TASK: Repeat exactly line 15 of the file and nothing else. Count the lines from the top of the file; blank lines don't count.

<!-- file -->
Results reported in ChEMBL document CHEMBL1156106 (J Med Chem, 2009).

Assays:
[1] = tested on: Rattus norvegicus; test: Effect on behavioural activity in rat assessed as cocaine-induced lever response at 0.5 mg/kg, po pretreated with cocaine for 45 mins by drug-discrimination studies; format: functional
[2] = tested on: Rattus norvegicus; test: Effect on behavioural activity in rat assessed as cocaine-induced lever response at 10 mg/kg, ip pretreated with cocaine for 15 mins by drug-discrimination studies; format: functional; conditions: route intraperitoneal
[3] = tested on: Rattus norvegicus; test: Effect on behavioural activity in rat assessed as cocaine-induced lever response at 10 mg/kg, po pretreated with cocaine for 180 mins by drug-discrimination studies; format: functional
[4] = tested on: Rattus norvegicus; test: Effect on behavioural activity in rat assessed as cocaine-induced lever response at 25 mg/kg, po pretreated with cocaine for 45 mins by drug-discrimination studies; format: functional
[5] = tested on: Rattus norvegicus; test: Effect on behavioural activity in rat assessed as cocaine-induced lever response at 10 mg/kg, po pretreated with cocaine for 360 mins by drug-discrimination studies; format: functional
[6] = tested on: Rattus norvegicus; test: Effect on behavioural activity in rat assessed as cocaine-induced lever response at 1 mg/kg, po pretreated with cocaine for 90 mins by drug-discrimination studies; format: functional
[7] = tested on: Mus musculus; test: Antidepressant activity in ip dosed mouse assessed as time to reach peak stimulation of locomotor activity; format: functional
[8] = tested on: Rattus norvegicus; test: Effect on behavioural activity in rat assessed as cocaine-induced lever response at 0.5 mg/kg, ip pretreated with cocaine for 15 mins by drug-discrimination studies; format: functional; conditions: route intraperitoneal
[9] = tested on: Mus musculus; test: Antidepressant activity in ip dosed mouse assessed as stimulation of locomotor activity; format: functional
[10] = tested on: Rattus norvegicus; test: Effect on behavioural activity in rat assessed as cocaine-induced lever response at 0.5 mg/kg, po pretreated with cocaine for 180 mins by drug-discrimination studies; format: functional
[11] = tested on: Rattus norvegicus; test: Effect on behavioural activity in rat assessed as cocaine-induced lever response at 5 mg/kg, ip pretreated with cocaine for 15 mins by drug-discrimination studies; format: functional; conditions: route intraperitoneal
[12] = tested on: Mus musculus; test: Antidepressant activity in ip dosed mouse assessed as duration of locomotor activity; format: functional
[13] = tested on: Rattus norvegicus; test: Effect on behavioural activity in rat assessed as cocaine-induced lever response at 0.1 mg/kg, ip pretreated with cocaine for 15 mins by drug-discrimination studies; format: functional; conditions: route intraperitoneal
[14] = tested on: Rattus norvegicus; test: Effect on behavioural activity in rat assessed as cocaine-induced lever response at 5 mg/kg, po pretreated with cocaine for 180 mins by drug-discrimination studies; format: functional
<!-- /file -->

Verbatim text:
[13] = tested on: Rattus norvegicus; test: Effect on behavioural activity in rat assessed as cocaine-induced lever response at 0.1 mg/kg, ip pretreated with cocaine for 15 mins by drug-discrimination studies; format: functional; conditions: route intraperitoneal